Intel vice president Stephen Smith says the chip giant is moving forward with a "comprehensive" threat mitigation plan that includes operating system and firmware updates that will be made available in the next "few weeks" in the wake of what is being referred to as Meltdown and Spectre microprocessor security holes.
"We have been working to put together a combination of operating system updates on the broadly used operating systems and some firmware updates that we developed that are specific to the configuration and operation of our processor," said Smith in a conference call with analysts on Wednesday night.
"That has all been developed with industry partners, tested with industry partners, working with OS vendors and with OEMs. We have been working at this for some time such that we'll be ready beginning in the next few days to start the deployment of the mitigations. It will probably take a few weeks before the mitigations we have in mind will all be available to customers."
Smith said Intel has observed the security issues as what he called a "proof of concept to show what the type of attack is but we have not observed any active deployment of the exploit in the real world of computing."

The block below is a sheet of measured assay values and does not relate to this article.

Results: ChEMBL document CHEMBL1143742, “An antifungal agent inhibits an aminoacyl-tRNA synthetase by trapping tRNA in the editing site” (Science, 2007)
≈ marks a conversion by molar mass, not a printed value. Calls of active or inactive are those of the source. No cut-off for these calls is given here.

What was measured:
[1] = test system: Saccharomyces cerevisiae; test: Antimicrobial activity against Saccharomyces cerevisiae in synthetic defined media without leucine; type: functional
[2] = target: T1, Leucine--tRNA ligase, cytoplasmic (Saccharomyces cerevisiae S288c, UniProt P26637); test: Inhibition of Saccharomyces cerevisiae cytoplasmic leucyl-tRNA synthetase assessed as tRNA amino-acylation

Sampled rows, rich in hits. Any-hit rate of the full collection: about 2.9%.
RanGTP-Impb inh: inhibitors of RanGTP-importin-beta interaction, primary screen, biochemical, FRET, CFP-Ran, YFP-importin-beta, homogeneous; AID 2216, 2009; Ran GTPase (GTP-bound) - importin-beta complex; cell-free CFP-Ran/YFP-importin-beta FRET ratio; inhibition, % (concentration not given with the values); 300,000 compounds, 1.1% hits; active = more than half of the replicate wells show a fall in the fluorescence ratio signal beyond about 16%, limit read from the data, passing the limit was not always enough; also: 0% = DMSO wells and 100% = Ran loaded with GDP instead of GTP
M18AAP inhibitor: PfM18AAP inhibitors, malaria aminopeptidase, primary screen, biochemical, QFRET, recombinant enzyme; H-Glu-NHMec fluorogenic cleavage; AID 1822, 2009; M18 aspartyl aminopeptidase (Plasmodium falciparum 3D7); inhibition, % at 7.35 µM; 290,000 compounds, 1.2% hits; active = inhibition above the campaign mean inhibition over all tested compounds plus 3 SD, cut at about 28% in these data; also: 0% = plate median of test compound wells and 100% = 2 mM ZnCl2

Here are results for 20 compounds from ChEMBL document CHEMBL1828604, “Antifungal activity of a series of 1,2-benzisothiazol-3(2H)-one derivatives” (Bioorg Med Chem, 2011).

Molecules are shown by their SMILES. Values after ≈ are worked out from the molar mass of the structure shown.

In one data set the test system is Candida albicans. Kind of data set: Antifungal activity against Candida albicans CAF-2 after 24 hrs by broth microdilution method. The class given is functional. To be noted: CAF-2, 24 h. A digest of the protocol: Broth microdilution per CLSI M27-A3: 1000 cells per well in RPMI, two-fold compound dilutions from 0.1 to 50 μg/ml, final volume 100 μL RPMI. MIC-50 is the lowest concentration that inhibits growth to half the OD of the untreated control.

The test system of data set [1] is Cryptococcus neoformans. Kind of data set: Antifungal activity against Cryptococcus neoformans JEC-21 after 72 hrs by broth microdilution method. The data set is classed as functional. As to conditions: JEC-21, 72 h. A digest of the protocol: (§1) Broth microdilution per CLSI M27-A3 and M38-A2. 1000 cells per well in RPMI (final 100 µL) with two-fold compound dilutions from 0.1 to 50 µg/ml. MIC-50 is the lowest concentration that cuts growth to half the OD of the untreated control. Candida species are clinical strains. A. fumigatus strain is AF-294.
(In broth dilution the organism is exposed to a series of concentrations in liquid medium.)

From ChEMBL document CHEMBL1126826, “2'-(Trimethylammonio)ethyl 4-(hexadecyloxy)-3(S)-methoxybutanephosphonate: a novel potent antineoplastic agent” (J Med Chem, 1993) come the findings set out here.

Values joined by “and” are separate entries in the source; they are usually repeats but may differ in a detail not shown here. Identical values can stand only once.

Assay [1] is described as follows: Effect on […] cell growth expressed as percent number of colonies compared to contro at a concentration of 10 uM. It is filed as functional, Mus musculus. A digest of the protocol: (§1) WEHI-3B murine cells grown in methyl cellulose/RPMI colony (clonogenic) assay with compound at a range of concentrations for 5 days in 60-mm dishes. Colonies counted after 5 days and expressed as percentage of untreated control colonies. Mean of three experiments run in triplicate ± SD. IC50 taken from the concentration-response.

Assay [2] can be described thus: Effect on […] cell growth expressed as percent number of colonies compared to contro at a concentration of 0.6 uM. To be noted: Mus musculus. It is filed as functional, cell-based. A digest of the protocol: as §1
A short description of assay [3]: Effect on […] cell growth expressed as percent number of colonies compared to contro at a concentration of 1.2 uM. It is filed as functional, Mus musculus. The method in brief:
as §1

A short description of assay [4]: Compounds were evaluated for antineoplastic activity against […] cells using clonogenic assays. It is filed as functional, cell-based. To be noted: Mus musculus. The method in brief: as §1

Smith's comments came after Intel was hit on Wednesday by media reports of security issues affecting Intel PC and server microprocessors. The security threat sent Intel shares tumbling, wiping out US$12.36 billion in market valuation from US$219.26 billion on 2 January to US$206.90 billion on 4 January.
Intel said Thursday that it is "rapidly issuing updates for all types of Intel-based computer systems — including personal computers and servers — that render those systems immune from both exploits (referred to as “Spectre” and “Meltdown”) reported by Google Project Zero."
Intel, in fact, said it has already issued updates for the majority of processors introduced in the last five years. Furthermore, the company said by the end of next week it "expects to have issued updates for more than 90 percent of processor products introduced within the past five years."
Intel said the system updates are being made available by system manufacturers, operating system providers and others. The company said "many operating system vendors, public cloud service providers, device manufacturers and others have indicated that they have already updated their products and services."
Intel encouraged computer users worldwide to "utilise the automatic update functions of their operating systems and other computer software to ensure their systems are up-to-date."